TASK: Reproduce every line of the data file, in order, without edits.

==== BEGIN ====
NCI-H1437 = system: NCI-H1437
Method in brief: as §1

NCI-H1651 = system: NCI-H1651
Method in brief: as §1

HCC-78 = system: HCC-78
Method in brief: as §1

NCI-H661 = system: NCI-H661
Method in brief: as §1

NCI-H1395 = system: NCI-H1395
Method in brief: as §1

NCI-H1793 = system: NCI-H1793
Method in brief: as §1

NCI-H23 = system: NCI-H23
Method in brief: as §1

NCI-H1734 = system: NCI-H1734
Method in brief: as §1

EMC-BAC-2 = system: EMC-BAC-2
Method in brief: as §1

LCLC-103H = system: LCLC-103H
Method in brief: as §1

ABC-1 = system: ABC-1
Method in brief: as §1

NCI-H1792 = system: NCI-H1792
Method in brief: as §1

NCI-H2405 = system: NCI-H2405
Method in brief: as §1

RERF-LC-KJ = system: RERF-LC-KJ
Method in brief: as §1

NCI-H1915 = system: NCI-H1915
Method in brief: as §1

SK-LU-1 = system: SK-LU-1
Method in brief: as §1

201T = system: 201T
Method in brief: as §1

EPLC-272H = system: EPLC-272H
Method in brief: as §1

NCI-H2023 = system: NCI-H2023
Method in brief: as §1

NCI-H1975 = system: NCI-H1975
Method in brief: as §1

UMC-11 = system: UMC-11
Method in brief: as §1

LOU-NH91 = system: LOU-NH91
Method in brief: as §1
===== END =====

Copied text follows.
NCI-H1437 = system: NCI-H1437
Method in brief: as §1

NCI-H1651 = system: NCI-H1651
Method in brief: as §1

HCC-78 = system: HCC-78
Method in brief: as §1

NCI-H661 = system: NCI-H661
Method in brief: as §1

NCI-H1395 = system: NCI-H1395
Method in brief: as §1

NCI-H1793 = system: NCI-H1793
Method in brief: as §1

NCI-H23 = system: NCI-H23
Method in brief: as §1

NCI-H1734 = system: NCI-H1734
Method in brief: as §1

EMC-BAC-2 = system: EMC-BAC-2
Method in brief: as §1

LCLC-103H = system: LCLC-103H
Method in brief: as §1

ABC-1 = system: ABC-1
Method in brief: as §1

NCI-H1792 = system: NCI-H1792
Method in brief: as §1

NCI-H2405 = system: NCI-H2405
Method in brief: as §1

RERF-LC-KJ = system: RERF-LC-KJ
Method in brief: as §1

NCI-H1915 = system: NCI-H1915
Method in brief: as §1

SK-LU-1 = system: SK-LU-1
Method in brief: as §1

201T = system: 201T
Method in brief: as §1

EPLC-272H = system: EPLC-272H
Method in brief: as §1

NCI-H2023 = system: NCI-H2023
Method in brief: as §1

NCI-H1975 = system: NCI-H1975
Method in brief: as §1

UMC-11 = system: UMC-11
Method in brief: as §1

LOU-NH91 = system: LOU-NH91
Method in brief: as §1